carriage of transponders would remain in place. Germany has TMZs –
Transponder Mandatory Zones – in which transponder codes must be
Apart from appearing in all relevant
publications, the new VFR transponder code are also published in
the new ICAO chart and in the ICAO glider chart which were
released on March 15.
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Malta seeks new strip, no new tax
AOPA Malta is
campaigning for the establishment of an airstrip on Gozo, the
smaller island a few miles north west of Malta which is currently
reachable only by ferry or helicopter. A series of meetings have
been set up with interested parties over a proposal to extend the
disused helipad to create an airstrip for STOL aircraft carrying
at least 18 passengers and freight.
Malta is also seeking relief from the EC's new demands for tax
on avgas, says Dr Ivan Gatt, who was overwhelmingly re-elected
President of AOPA Malta for a third term at the AGM in February.
Dr Gatt says: "We are an island, insulated from mainland Europe,
and we are unfortunately having to pay a heavy price for this
fact. Our argument is that the increase in the cost of fuel now
that tax-free fuel for overseas travel will not be available
will render flying to neighbouring countries prohibitive, and
international contact will be compromised."
The double blow of the addition of excise duty on foreign
flights and the EC's demand to increase tax means that AOPA
members in Malta are now paying over six euros a US gallon (3.8
litres) for avgas, and the addition of 18 percent VAT takes that
to 8.257 euros a gallon. Dr Gatt says: "Because the final
meeting has not yet taken place in Brussels, we can still claim
VAT and tax back when going abroad, but there is a risk that
when the meeting does finally take place, the decision will be
retroactive, and hence all payments due will be forfeited."
AOPA advises in Bulgaria
accession to the European Union has opened up opportunities for
the development of general aviation in the country, says the
President of AOPA Bulgaria, Ivaylo Dermendjiev. The Bulgarian
Ministry of Transport has appointed Ivaylo as a special legal
adviser on aviation, with a view to helping the country conform to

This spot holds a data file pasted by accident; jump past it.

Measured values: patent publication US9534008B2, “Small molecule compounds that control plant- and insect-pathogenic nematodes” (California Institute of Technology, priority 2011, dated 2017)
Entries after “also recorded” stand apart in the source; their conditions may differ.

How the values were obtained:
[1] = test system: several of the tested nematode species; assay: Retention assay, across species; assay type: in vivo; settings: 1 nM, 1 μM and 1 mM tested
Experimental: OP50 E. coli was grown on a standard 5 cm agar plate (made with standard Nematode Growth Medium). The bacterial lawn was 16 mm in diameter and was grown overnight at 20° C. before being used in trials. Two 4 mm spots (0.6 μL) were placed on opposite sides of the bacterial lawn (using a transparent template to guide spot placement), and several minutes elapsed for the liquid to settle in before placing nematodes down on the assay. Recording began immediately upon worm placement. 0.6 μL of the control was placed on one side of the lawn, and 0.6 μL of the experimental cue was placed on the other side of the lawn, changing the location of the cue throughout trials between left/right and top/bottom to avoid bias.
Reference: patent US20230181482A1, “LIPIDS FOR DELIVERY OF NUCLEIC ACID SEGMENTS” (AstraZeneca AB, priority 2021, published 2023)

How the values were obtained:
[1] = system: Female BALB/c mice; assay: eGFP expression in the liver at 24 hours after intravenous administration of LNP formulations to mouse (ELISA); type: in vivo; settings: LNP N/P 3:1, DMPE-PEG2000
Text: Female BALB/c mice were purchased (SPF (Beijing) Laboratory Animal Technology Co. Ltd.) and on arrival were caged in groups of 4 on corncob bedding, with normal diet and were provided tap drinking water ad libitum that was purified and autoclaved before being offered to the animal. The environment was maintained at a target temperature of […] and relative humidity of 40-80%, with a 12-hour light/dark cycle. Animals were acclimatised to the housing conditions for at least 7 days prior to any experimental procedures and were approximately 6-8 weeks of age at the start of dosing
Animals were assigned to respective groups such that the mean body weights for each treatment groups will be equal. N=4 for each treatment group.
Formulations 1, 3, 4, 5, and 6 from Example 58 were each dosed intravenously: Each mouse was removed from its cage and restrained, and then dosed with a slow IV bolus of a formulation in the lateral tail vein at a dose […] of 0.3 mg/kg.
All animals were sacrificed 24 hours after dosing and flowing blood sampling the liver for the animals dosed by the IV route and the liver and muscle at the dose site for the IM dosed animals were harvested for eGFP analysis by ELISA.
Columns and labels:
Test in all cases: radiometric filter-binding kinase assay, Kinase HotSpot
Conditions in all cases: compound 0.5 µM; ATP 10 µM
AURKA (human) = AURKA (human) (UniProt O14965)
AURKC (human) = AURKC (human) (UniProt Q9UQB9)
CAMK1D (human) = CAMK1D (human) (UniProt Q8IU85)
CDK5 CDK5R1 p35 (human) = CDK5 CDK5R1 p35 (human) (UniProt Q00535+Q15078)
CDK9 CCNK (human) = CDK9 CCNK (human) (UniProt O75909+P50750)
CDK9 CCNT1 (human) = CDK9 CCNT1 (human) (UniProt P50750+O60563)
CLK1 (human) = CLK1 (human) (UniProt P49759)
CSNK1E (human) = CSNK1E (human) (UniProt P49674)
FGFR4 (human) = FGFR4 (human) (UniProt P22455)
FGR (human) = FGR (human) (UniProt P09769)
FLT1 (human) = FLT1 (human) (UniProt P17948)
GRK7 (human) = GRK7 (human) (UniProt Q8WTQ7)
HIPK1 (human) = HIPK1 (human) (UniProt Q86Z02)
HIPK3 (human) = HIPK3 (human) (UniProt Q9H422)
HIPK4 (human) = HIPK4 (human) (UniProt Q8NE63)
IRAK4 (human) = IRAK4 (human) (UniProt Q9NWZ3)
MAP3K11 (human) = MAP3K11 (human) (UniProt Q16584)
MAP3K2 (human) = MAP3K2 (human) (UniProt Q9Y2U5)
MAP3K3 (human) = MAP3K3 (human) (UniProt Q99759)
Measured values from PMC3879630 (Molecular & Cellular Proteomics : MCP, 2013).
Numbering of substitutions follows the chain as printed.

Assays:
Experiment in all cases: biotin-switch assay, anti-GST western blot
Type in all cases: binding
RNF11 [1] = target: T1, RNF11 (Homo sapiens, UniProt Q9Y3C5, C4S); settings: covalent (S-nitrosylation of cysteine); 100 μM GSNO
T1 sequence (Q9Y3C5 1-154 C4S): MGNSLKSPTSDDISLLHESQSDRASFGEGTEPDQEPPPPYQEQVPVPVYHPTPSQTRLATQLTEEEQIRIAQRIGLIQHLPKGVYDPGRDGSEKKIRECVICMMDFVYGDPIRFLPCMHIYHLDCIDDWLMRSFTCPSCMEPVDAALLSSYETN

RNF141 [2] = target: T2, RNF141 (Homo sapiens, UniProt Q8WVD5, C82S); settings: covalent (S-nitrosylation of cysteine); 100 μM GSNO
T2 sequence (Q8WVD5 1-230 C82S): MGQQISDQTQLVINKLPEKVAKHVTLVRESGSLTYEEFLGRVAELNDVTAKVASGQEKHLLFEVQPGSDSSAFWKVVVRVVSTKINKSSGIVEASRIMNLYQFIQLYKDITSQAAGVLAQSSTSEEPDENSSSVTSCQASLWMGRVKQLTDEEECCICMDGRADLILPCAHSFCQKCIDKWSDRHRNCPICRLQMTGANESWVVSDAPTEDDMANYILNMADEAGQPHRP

EASA requirements on air safety. Ivaylo says: "The primary
concerns are for transport and passenger aviation, but using my
position in the Bulgarian CAA I intend to develop GA regulations
in Bulgaria in the interests of all Bulgarian and European AOPA
Naples to close for runway works
Italy president Massimo Levi reports that Naples International
Airport (LIRN) will be totally closed to all traffic from June 3rd
at 2300 local time until June 7th at 0600 local for runway
Massimo says: "Unfortunately due to
regulations a notam can be issued only with 30 days notice, and
for this reason the handling company is asking us to make the
closure known to the largest amount of users."
has an unfortunate record of restrictions against general aviation
due to limited parking availability. Nevertheless AOPA Italy has
succeeded in having these restrictions reduced for the approaching
summer season, with a promise of total opening for summer 2008
when new parking spaces should become available.
Sunny Nights Fly-In in Finland
won't need your night-flying skills to fly in to Finland's 'Sunny
Nights' gathering in Lapland, where the sun won't set at all
during the event, between July 3rd and 9th. Pudasjärvi airfield –
EFPU – at 65.24.06N, 26.57.02E is the home of the Sunny Nights
Fly-In organised by Pudasjarvi Aviation Club and AOPA Finland. The
Sunny Nights Air Rally will start from the historic Helsinki-Malmi
airport – EFHF – leading via EFLP and EFKU to EFPU. In Pudasjarvi
flight crews can participate in a precision flight competition, a
Finnish SAR course and competition and in Northern Desert flight
tours. Flights in gliders and hot air balloons are offered. A
harbour for float planes is available close to EFPU. More than
6000 spectators attended to last year's event, which was visited
by a DC-3, an AN-2 and dozens of single engine aircrafts from
Finland and several European countries. For more information see
Egypt rally postponed
Egypt Aero Rally, which was to have been held in April and was
mentioned in the last IAOPA-Europe e-news, has been postponed to
The new dates and application information will
be posted on the rally's website www.aerorallyes-egypt.com.
2007 FRIEDRICHSHAFEN :Gateway
to the robust European general aviation market